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Understanding the Basic Architecture of Siri

Michele Copley

Although it now seems as if smartphones have always been a part of our life, the first Apple iPhone was released over a decade ago at the back end of 2007. This device revolutionized mobile phone technology and drastically changed how phone developers look at cellphone design. Since then, all other major mobile phone manufacturers have developed their smartphones inspired by the initial vision that was the catalyst for the iPhone 1.

Siri, a natural language virtual assistant application, has become synonymous with Apple phones and their iOS system. What many people do not know is that Siri was not always under the umbrella of Apple. Before the release of the iPhone 4S, the first phone to include Siri, the developers behind the virtual assistant program were making plans to release a version for Android and the now-defunct BlackBerry OS. Before this could happen, Apple acquired Siri and it became proprietary technology under the Apple banner. Apple subsequently removed Siri from the app store.

Since it was first rolled out on the iPhone 4S, Siri has gone through a great deal of development. The initial launch of the software allowed users to make basic voice commands, such as “call Karen”, and “set dentist appointment reminder for March 5”. Since then, the application has grown to include a much greater range of functions and has recently been incorporated with Apple’s smart home technology. This has caused Siri to become heavily integrated with Apple’s data center.

Apple Data Center

Most people, and rightly so, see Apple as a technology company. They have been heavily engaged in the development and production of new technologies and computer hardware parts, mostly for home computers and mobile phones. Aside from this, Apple needs to deal with a great deal of data. This is especially true since the release of their iCloud service. On top of this, Siri’s continued integration has required a great deal of back-end data and processes for the service to work.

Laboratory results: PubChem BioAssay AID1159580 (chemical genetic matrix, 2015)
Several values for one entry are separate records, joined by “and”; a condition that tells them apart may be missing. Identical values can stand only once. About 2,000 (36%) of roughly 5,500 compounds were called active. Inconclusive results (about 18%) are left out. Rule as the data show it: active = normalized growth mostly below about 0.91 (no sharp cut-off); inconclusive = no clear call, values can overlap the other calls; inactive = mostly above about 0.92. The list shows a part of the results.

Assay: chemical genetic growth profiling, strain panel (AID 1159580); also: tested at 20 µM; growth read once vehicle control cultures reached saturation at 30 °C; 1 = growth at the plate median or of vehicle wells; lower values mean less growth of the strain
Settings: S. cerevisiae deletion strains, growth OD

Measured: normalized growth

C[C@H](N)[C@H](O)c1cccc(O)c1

data center apple

Credit: 9to5Mac

Apple has massive data centers on both coasts of the mainland United States as well as a number all across the world. These data centers host rows upon rows on=fservers which feed and receive data. Without these data centers Apples, a large catalog of services would not be possible.

It is important to understand that Siri, unlike Google’s AI-driven assistant, performs tasks on the server-side, not the client-side. Google’s AI helper performs the initial voice recognition processes on the device itself before pulling information from the server, Siri performs nearly all tasks on the server. In the past years, this caused Siri’s response time to lag behind its competitor somewhat. In recent years Apple has made adjustments to the design and architecture of Siri and how it interacts with the server. This has greatly increased query speeds.

How Siri Works

Siri works by using two primary technologies, natural language processing, and speech recognition.

Natural Language Processing